It's the only game where you can go from New York to San Francisco in under 10 minutes!
Ah, the open road. What better way is there to travel cross country than to hop into the cab of an 18-wheel rig loaded with cargo, plow your way through cars and roadblocks, sideswipe a rival rig, plunge off of a 20 story cliff, then find a parking spot at your destination? Well, you can do all that and more with Acclaim’s port of Sega’s arcade game, but much like the arcades, you can get full enjoyment from the game if you can manage to find one there.
Upon starting, your main gameplay options consist of Arcade, Parking, Score Attack, and Versus. The Arcade mode is the true-to-form port from the arcade, where you pick a rig based on its speed, torque, and toughness ratings, then race cross-country from New York to San Francisco as fast as possible. Scoring is based on how quickly you can carry your cargo to the goal line, and how much damage it’s taken en route. You’ll also be racing against a rival truck, and if you manage to beat it, you’ll score even more bonus money. After the first stage, you can choose what kind of cargo you want to carry: Long and heavy for more reward money, or shorter and lighter for less money. As you’ll soon discover, the bigger loads always yield the higher scores, so after you become accustomed to the game, you’ll always pick the more massive ones.
However, the major problem with the arcade mode is its length, or to be more precise, its lack thereof. It’ll literally take you 10 minutes to beat the game with a decent score. On top of that, the levels are setup so that you’ll barely make it to the end on time (many times you’ll coast across the finish line), but then again, most arcade games work like this, so it’s expected. Still, the aggravation you’ll get from just coming up short many times doesn’t seem to be justified by actually completing the level and moving on, as there are only four levels.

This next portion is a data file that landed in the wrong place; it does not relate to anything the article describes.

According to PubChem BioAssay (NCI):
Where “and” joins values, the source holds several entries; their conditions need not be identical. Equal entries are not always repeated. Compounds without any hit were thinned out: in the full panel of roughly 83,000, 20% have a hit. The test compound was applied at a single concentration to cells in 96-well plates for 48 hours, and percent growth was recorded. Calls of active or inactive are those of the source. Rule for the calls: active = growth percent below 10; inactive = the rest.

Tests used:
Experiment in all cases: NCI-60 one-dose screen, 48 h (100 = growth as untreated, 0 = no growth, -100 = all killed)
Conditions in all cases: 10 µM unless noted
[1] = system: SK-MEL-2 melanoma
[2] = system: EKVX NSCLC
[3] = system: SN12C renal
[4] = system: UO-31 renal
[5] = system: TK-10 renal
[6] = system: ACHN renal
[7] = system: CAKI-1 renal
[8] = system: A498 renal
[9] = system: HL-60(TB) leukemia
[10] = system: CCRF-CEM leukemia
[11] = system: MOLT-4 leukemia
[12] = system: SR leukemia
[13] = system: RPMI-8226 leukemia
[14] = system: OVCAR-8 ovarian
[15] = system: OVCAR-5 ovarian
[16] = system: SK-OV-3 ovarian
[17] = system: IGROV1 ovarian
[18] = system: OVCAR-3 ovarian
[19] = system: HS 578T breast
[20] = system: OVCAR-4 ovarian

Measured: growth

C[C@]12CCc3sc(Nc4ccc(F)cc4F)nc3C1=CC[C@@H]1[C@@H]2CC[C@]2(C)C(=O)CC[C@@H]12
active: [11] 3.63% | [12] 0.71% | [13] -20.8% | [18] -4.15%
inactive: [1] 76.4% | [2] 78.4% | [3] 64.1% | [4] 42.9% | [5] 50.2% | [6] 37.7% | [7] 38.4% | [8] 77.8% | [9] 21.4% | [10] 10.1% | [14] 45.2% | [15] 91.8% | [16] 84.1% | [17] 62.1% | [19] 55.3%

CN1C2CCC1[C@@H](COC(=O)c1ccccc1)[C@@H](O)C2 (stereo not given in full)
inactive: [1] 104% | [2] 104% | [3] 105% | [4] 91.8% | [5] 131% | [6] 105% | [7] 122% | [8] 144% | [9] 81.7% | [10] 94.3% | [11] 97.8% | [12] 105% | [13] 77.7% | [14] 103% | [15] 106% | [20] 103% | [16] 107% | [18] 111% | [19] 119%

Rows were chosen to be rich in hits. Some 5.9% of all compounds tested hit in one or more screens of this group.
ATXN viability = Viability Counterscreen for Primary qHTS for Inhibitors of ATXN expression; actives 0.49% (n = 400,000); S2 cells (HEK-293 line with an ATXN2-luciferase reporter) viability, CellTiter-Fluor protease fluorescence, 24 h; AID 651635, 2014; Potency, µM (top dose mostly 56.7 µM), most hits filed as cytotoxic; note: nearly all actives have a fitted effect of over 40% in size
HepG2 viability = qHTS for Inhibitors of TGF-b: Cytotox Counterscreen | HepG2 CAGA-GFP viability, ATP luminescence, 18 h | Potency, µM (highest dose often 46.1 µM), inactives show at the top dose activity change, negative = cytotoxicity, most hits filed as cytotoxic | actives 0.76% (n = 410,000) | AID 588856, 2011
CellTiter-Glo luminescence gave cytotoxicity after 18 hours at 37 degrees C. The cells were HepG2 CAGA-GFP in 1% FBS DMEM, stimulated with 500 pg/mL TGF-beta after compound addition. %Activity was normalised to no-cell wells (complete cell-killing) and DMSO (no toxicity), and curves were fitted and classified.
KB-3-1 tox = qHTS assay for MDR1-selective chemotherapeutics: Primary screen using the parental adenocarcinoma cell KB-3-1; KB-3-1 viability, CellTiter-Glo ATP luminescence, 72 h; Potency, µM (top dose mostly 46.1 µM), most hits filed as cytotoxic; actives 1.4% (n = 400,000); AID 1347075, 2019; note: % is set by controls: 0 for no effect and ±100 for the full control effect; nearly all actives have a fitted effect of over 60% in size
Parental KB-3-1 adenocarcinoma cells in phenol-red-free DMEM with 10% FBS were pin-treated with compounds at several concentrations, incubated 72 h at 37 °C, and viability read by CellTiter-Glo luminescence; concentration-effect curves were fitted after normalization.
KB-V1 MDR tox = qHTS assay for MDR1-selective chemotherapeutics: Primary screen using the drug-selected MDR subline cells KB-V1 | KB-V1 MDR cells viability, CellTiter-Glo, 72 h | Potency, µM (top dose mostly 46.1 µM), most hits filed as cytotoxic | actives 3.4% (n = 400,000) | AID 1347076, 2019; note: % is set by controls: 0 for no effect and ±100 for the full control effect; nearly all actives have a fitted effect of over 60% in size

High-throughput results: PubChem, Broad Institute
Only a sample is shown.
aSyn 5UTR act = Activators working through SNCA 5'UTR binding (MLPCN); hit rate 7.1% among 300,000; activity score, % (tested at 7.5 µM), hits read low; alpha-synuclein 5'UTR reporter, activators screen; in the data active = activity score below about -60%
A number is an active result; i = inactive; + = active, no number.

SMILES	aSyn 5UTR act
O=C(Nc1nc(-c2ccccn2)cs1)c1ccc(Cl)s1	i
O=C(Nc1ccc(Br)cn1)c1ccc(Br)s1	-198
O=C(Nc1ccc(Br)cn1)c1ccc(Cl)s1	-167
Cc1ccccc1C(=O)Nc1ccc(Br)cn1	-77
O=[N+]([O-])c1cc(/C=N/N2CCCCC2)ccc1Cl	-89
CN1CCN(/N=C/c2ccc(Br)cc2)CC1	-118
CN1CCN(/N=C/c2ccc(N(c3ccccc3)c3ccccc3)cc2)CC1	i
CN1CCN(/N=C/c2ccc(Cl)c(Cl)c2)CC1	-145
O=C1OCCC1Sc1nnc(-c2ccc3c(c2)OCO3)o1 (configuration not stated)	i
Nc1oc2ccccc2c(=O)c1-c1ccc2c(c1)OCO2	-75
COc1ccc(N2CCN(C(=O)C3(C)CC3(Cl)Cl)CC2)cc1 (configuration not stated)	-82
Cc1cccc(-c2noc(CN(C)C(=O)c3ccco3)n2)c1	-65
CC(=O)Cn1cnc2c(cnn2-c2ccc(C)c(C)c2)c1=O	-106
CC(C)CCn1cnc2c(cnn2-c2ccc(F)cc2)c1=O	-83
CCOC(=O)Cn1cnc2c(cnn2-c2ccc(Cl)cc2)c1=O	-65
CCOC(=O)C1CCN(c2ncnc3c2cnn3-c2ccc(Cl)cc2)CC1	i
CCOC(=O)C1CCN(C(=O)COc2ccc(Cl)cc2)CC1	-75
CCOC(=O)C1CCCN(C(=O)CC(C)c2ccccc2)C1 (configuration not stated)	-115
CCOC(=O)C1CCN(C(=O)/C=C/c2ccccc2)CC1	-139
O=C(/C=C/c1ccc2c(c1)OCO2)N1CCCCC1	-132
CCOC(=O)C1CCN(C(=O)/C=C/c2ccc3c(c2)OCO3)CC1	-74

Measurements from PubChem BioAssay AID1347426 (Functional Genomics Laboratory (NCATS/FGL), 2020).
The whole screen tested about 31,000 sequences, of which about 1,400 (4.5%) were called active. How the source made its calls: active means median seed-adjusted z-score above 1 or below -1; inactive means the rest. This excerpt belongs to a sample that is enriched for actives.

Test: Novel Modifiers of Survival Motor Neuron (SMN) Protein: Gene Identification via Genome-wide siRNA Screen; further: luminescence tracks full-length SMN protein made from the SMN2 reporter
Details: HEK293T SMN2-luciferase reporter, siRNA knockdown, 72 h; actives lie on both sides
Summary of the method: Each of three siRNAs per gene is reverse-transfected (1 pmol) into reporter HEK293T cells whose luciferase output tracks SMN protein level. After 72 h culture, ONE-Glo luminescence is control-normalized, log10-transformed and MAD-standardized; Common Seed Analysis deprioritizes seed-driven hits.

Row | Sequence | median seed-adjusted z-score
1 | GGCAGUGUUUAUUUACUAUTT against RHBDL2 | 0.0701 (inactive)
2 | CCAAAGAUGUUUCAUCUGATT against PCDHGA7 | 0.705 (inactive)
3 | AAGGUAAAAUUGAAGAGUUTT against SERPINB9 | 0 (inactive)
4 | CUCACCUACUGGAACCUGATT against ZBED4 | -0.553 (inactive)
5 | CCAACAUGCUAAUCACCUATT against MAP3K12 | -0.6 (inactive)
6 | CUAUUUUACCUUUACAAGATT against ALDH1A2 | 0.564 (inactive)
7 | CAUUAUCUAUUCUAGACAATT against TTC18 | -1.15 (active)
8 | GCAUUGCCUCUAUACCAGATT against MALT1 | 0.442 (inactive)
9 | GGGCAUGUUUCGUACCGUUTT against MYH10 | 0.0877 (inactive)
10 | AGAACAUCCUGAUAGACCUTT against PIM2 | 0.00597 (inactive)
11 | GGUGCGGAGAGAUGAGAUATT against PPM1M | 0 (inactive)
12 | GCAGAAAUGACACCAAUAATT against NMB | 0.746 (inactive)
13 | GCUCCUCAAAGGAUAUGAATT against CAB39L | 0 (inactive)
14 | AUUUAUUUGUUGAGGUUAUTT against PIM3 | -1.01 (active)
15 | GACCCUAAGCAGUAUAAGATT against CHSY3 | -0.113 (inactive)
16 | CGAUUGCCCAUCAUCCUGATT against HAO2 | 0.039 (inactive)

Score Attack and Versus work in similar ways. The goal in both is to finish a level with as much money as possible, except that the Versus mode takes place on different closed-circuit tracks (with two players), as Score Attack uses the main game’s point-to-point levels. Parking mode, if you can believe it, is actually the game’s most time-consuming mode, as you need to navigate your truck around various parking areas as quickly as possible, all without hitting anything. The mode’s first levels are easy, but as you move into the later levels, things get pretty challenging. Even if it is a fine balance between frustration and challenge, you’ll still grow tired of it after a few days. Not good for an asking price of $50.
Control is never a reason for frustration, though. The Analog R and L are gas and brake, while A and B are your gearbox (High/Low gears and Reverse). That’s all you need to play this game, although the horn does help to move cars out of your way on the road if you use it properly. The game does a fine job of mimicking the actual control a real rig needs to deal with, and as you’ll discover in the parking modes, there’s a reason why these types of trucks need to take wide right turns.
Everything else in the game is rather iffy. The game’s graphics look pretty nice for an arcade game, with good truck detail and above-average landscaping, but everything else is plain. Other cars and buildings look like N64 things rather than GameCube objects (then again, there are quite a few of them out there). The sound effects are spot-on, but your boss and rival blaring the same things over the radio to you every time you play is just not good. Music isn’t worth listening to, either.
Here we have another port where there’s simply not enough to do, even for a rental, let alone a purchase. The game does have its moments, and it always slightly more fun with another body, but there’s no reason for anyone to own this one unless there’s someone out there who needs to own every single GameCube game. You should try to play it, but don’t rent it unless you’ve got a rent one-get one free coupon around, because you’re better off plunking about $3 worth of quarters into the actual arcade unit rather than having had to pay for this disc to waste space in your GameCube for 5 days.